Looks like you want to set that from 5 to 8.
coolbits 28 allows both fan control and overclocking. Changes will need to be done every time you start the computer, unless you make an executable text file, as described at the end of hiigaran's guide over at Brony:from here:
The Coolbits value is the sum of its component bits in the binary numeral system. The component bits are:
- 1 (bit 0) - Enables overclocking of older (pre-Fermi) cores on the Clock Frequencies page in nvidia-settings.
- 2 (bit 1) - When this bit is set, the driver will "attempt to initialize SLI when using GPUs with different amounts of video memory".
- 4 (bit 2) - Enables manual configuration of GPU fan speed on the Thermal Monitor page in nvidia-settings.
- 8 (bit 3) - Enables overclocking on the PowerMizer page in nvidia-settings. Available since version 337.12 for the Fermi architecture and newer.
- 16 (bit 4) - Enables overvoltage using nvidia-settings CLI options. Available since version 346.16 for the Fermi architecture and newer.
To enable multiple features, add the Coolbits values together. For example, to enable overclocking and overvoltage of Fermi cores, set Option "Coolbits" "24".
The documentation of Coolbits can be found in /usr/share/doc/nvidia/html/xconfigoptions.html. Driver version 346.16 documentation on Coolbits can be found online here.
You're now hopefully folding on Linux. But the fun does not stop there. You may wish to set a custom fan speed for your cards. Unfortunately, software like PrecisionX or Afterburner do not exist on Linux, so fire up the terminal once more and type the following:
sudo nvidia-xconfig -a --cool-bits=28 --allow-empty-initial-configuration
Note that you may need to repeat the first line twice in a row, before the "cd ~" command.
A text editor should appear after the final line. Here, you can add commands that will set your fan speed to whatever value you would like. You will need the GPU IDs of each GPU you have first. So let's say you have three GPUs with IDs 0, 1 and 2, and you want all their fans at 100%. Add the following lines to the editor:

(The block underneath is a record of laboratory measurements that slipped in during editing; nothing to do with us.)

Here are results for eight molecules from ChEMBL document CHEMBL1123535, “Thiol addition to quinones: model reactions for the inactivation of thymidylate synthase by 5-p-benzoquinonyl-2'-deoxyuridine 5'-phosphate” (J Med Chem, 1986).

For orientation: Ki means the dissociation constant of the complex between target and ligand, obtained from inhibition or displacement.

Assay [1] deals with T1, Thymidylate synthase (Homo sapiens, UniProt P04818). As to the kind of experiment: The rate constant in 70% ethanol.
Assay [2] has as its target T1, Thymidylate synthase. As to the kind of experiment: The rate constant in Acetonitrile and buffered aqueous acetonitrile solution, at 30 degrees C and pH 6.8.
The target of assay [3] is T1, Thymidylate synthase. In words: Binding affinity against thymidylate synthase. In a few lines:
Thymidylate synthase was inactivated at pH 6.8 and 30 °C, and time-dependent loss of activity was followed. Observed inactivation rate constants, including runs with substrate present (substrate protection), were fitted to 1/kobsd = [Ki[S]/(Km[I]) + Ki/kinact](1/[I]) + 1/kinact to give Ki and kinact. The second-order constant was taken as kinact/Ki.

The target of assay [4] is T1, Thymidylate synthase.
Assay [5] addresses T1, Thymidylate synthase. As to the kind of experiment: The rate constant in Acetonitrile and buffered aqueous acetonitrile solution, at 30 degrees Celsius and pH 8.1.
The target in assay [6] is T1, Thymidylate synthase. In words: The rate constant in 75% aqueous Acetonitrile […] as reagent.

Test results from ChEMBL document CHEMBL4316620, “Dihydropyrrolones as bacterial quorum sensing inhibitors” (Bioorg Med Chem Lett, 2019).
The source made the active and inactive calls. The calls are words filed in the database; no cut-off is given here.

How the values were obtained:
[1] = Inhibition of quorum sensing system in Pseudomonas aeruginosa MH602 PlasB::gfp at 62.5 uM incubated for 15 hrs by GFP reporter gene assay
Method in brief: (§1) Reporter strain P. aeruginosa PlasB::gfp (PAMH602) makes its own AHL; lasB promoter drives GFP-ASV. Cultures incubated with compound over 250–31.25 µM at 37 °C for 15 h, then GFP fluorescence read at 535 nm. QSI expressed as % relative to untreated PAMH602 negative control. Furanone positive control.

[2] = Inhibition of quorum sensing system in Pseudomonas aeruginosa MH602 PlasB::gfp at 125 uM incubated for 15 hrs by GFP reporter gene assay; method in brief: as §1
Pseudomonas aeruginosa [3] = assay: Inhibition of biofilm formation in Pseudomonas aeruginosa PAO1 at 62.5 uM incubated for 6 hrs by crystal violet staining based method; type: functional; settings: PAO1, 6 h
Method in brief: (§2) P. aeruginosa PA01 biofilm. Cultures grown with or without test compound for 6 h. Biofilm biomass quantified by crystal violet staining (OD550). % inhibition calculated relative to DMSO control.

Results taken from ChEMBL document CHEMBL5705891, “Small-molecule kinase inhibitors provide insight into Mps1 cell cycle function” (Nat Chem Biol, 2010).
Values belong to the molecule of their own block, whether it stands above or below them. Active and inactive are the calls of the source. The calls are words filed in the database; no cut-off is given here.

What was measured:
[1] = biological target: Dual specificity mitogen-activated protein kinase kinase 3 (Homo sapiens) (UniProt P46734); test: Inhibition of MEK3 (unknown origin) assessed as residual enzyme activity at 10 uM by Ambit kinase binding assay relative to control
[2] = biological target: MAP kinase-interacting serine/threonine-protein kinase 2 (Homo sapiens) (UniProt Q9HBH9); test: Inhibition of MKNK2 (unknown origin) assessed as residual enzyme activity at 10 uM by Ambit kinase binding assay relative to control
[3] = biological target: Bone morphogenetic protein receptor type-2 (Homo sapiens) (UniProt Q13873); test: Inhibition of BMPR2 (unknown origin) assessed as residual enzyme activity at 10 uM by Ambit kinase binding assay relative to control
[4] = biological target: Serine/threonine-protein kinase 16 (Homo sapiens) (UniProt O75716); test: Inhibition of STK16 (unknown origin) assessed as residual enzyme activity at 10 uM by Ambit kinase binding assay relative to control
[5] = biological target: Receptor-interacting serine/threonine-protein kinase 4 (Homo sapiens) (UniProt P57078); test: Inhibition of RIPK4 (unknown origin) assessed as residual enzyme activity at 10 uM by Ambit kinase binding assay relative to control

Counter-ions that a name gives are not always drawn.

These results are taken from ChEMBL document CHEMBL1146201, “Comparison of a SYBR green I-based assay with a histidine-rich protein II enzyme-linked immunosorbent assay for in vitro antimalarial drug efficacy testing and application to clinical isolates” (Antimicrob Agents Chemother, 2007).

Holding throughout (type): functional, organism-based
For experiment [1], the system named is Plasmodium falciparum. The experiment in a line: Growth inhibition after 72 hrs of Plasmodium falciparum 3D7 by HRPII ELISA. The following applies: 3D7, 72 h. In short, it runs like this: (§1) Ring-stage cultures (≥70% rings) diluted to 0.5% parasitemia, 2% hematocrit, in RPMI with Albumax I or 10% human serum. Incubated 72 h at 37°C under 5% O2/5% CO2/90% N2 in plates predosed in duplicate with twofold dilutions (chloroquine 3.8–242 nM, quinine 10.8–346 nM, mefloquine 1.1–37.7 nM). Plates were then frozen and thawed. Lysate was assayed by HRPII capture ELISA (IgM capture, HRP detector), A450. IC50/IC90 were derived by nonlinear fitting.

nvidia-settings -a [gpu:0]/GPUFanControlState=1
nvidia-settings -a [fan:0]/GPUTargetFanSpeed=100
nvidia-settings -a [gpu:1]/GPUFanControlState=1
nvidia-settings -a [fan:1]/GPUTargetFanSpeed=100
nvidia-settings -a [gpu:2]/GPUFanControlState=1
nvidia-settings -a [fan:2]/GPUTargetFanSpeed=100
The ControlState line enabled fan control the the specified GPU, while the FanSpeed sets the speed as a percentage. If you wish to overclock, you can also add the following lines to the file:
nvidia-settings -a [gpu:0]/GPUGraphicsClockOffset=
nvidia-settings -a [gpu:0]/GPUMemoryTransferRateOffset=
Adding a number after the "=" allows you to adjust the offset of the core and memory clocks in MHz. It is very important to keep in mind that this is an offset from the stock clocks. Forgetting this little detail can damage your card. If your stock core is 1000 MHz and you want to overclock to 1100 MHz, do NOT type in 1100, or you'll basically tell the software to run your GPU at 2100 MHz. Instead, type in 100.
Whether you choose to overclock or just set fan speeds, save the file and exist. In the same terminal, type:
sudo chmod +x fancontrols
This allows the file to be executable. Next, go to your startup applications list. This will be listed in your system settings menu, or through a search for startup applications. Add a new startup entry and browse for the file you just saved. If you followed the commands before opening the text editor, it should be in your home directory, or ~. Select the file, give it a name, and save. If you reboot, you should hear your fans adjusting to your set speeds when the system starts up.